In 1988, NEC released the TurboGrafx-16. Upon release, the console sold very well due to its amazing graphics and sound capabilities.
Above: Turbografx 16 game console
While the console sold over 10 million units in it’s lifetime, most of those sales come from the Japanese market. In fact, few people in North America actually even heard of this console several reasons:
1) NEC failed to market the console.
2) Popular software titles released in Japan did not appeal to the North American market.
3) Software restrictions prevented the console from getting access to popular titles.
4) The primary producer of game titles, Hudson Soft, also produced software for Nintendo not allowing the TurboGrafx-16 to develop any killer games.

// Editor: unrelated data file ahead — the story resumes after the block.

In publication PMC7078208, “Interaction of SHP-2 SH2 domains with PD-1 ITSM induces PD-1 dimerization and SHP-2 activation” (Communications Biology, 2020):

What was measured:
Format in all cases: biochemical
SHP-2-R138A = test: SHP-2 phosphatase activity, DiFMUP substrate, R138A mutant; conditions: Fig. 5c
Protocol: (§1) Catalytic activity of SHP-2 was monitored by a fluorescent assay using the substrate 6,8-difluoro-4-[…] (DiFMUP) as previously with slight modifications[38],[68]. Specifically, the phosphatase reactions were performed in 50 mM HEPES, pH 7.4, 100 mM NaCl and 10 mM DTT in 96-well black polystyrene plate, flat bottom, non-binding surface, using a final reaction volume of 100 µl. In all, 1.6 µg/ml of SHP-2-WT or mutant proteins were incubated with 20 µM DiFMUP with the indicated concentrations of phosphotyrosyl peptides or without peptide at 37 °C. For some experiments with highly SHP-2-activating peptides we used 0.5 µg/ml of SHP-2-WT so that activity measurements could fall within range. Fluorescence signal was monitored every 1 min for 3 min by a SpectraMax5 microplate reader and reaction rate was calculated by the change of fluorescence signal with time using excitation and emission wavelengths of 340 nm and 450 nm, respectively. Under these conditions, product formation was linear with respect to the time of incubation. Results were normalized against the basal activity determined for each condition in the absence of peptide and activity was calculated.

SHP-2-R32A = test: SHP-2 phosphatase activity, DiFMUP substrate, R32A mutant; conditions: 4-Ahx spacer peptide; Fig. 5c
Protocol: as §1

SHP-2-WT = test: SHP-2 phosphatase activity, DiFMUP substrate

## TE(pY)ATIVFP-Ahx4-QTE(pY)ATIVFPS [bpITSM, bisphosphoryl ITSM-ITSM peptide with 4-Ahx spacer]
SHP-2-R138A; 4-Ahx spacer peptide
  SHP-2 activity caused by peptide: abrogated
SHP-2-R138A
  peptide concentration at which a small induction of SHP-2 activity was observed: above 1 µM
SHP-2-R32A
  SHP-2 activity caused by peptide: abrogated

5) Rumours surfaced stating that the TurboGrafx-16 was actually not 16-bits, but was made up of two 8-bit processors.
So why was there only one game producer? The TurboGrafx-16 was actually a partnership between Hudson Soft and NEC. Hudson Soft came up with the idea for the game console, but needed someone to finance and build the unit, which is where NEC comes in.
By 1994 the TurboGrafx-16 and its CD combination system the Turbo Duo were out of manufacture in North America, though a small amount of software continued to trickle out for the platform.
NEC released the 32-bit PC-FX console the same year in Japan.
Above: Turbo Duo Game Console
Plans were underway for a U.S. release of the PC-FX but an already flooded market of platforms including the more powerful 3DO and Atari Jaguar systems caused TTI, who by then had the US rights to the TurboGrafx platform, to halt its North American release plans.